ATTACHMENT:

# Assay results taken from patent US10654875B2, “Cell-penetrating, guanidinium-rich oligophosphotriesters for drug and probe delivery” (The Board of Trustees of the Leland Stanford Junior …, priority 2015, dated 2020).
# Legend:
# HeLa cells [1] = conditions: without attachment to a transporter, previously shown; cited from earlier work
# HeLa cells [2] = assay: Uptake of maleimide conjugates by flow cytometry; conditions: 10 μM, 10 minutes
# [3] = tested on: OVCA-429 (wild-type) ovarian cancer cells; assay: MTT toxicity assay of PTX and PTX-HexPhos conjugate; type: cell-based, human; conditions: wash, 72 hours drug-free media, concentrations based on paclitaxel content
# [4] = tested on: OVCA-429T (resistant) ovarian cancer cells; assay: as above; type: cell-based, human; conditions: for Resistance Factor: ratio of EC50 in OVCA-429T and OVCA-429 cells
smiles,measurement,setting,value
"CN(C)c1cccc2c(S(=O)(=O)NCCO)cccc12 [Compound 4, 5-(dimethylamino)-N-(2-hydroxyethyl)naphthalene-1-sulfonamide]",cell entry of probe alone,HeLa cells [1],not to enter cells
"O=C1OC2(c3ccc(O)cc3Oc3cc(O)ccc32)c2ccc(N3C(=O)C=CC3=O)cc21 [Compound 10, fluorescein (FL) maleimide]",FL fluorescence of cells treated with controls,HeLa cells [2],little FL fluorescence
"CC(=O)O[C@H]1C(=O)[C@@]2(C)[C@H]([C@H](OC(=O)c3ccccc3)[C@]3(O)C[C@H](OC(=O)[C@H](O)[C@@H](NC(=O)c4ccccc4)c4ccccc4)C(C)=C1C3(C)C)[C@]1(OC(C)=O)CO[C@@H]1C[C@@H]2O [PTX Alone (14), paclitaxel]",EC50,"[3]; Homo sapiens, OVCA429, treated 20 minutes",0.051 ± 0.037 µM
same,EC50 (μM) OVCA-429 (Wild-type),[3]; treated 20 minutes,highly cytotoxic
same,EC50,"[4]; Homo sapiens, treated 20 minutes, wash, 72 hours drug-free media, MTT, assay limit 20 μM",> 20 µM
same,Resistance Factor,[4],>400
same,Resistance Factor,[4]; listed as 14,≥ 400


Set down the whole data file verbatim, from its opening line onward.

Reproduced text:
# Assay results taken from patent US10654875B2, “Cell-penetrating, guanidinium-rich oligophosphotriesters for drug and probe delivery” (The Board of Trustees of the Leland Stanford Junior …, priority 2015, dated 2020).
# Legend:
# HeLa cells [1] = conditions: without attachment to a transporter, previously shown; cited from earlier work
# HeLa cells [2] = assay: Uptake of maleimide conjugates by flow cytometry; conditions: 10 μM, 10 minutes
# [3] = tested on: OVCA-429 (wild-type) ovarian cancer cells; assay: MTT toxicity assay of PTX and PTX-HexPhos conjugate; type: cell-based, human; conditions: wash, 72 hours drug-free media, concentrations based on paclitaxel content
# [4] = tested on: OVCA-429T (resistant) ovarian cancer cells; assay: as above; type: cell-based, human; conditions: for Resistance Factor: ratio of EC50 in OVCA-429T and OVCA-429 cells
smiles,measurement,setting,value
"CN(C)c1cccc2c(S(=O)(=O)NCCO)cccc12 [Compound 4, 5-(dimethylamino)-N-(2-hydroxyethyl)naphthalene-1-sulfonamide]",cell entry of probe alone,HeLa cells [1],not to enter cells
"O=C1OC2(c3ccc(O)cc3Oc3cc(O)ccc32)c2ccc(N3C(=O)C=CC3=O)cc21 [Compound 10, fluorescein (FL) maleimide]",FL fluorescence of cells treated with controls,HeLa cells [2],little FL fluorescence
"CC(=O)O[C@H]1C(=O)[C@@]2(C)[C@H]([C@H](OC(=O)c3ccccc3)[C@]3(O)C[C@H](OC(=O)[C@H](O)[C@@H](NC(=O)c4ccccc4)c4ccccc4)C(C)=C1C3(C)C)[C@]1(OC(C)=O)CO[C@@H]1C[C@@H]2O [PTX Alone (14), paclitaxel]",EC50,"[3]; Homo sapiens, OVCA429, treated 20 minutes",0.051 ± 0.037 µM
same,EC50 (μM) OVCA-429 (Wild-type),[3]; treated 20 minutes,highly cytotoxic
same,EC50,"[4]; Homo sapiens, treated 20 minutes, wash, 72 hours drug-free media, MTT, assay limit 20 μM",> 20 µM
same,Resistance Factor,[4],>400
same,Resistance Factor,[4]; listed as 14,≥ 400